Niels Stensen and the “museum that he gathered in Florence” in 1672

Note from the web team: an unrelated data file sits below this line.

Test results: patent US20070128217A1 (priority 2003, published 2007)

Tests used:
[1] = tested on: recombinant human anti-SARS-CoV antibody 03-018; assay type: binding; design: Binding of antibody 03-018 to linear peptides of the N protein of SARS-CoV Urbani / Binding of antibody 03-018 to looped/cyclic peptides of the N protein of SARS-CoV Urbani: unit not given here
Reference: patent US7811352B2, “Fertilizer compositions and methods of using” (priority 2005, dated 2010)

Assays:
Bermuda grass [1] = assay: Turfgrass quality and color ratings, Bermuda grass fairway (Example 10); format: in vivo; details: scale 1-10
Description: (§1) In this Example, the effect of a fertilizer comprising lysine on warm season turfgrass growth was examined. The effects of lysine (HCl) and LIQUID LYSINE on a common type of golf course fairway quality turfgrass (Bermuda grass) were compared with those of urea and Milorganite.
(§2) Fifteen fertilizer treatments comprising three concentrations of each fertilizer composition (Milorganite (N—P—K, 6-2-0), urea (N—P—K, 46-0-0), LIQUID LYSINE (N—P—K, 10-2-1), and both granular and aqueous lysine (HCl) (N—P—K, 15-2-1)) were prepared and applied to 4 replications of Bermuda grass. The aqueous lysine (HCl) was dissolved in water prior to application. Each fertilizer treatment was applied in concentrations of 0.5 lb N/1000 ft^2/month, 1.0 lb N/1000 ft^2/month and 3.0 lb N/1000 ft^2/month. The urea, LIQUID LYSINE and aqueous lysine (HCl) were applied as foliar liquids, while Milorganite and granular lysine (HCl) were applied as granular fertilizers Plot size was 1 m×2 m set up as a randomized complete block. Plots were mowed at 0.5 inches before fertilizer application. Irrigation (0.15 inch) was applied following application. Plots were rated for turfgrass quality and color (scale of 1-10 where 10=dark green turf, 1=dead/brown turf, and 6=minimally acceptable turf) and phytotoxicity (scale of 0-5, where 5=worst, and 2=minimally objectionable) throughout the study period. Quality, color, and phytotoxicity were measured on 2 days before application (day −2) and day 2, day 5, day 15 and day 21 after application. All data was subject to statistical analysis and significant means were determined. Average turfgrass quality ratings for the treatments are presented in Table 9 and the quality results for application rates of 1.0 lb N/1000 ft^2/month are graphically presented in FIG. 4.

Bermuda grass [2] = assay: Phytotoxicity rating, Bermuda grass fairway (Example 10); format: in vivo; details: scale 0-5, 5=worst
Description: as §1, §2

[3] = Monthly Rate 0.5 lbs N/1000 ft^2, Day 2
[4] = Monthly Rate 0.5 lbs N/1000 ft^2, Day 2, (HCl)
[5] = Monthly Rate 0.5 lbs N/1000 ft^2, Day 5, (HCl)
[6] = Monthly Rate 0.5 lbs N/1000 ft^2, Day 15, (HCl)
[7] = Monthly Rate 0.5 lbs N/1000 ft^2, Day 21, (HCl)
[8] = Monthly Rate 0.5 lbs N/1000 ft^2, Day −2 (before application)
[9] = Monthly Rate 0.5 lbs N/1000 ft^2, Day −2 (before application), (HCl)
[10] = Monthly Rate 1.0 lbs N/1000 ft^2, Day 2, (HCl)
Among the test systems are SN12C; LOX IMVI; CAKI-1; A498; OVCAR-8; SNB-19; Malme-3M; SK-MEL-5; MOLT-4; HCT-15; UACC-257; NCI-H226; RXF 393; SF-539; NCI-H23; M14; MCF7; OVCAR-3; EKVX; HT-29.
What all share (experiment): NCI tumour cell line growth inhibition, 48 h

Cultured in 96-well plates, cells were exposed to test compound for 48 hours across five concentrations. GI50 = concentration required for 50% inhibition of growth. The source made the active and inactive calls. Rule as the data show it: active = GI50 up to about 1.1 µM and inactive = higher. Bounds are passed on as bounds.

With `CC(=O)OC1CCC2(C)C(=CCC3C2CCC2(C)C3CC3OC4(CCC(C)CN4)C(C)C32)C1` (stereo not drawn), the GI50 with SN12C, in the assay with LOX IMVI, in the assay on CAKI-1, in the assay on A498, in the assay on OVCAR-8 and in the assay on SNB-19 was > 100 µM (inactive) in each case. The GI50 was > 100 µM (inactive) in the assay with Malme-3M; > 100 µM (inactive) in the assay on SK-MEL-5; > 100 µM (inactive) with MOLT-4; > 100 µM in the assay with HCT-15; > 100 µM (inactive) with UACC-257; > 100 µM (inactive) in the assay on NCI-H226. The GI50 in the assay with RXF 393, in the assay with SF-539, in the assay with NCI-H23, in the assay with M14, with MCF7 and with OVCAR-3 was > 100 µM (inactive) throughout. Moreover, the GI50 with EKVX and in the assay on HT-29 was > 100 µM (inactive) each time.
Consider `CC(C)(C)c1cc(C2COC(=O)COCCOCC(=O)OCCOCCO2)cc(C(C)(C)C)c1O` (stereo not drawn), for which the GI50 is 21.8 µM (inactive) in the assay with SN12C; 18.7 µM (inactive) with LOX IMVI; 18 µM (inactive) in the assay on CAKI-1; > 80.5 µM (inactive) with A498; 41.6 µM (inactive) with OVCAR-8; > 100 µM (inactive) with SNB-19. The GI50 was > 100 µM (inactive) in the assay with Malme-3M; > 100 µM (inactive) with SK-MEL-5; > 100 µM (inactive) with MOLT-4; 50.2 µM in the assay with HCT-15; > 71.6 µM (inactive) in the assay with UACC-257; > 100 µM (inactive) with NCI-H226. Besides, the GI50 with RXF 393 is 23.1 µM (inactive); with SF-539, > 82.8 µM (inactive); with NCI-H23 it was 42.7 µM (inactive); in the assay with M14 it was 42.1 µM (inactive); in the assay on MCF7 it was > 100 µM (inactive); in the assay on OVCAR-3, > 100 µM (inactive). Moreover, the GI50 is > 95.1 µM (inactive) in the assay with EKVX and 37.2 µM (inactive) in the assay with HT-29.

Niels Stensen was 28 when he arrived in Florence in 1666 at the court of Ferdinand II. Stensen was already a renowned anatomist, fame earned in his hometown Copenhagen as well as in Amsterdam, Leiden and Paris. With an interest in the origins of fossils, he studied Tuscia fossils and the sedimentary strata that contain them. Comforted by exchanges with Galileo’s disciples of the Cimento Academy, in 1667 he published in Florence the geometric proof of the organic origin of “stone tongues” and fossil seashells. In De Solido Intra Solidum Naturaliter Contento of 1669 he outlined the first history of the earth in which he defined the geometric principles of modern stratigraphy. In this book he recognised that the Apennines were made of rocks older than those of the Tuscan hills and identified for the first time the phenomenon of the constancy of angles in crystals. He worked for Cosimo III to create a conceptually modern museum. To build up this museum he retrieved a choice of naturalistic specimens that belonged to the collections of the grand duke from Pisa to Florence and collected minerals and fossils in several European localities. Stensen converted to Catholicism during his stay in Florence. He was ordained as a priest in 1675, became bishop in 1677 and was buried in the San Lorenzo Church in Florence. In 1988 he was proclaimed Beatus by Pope John Paul II.

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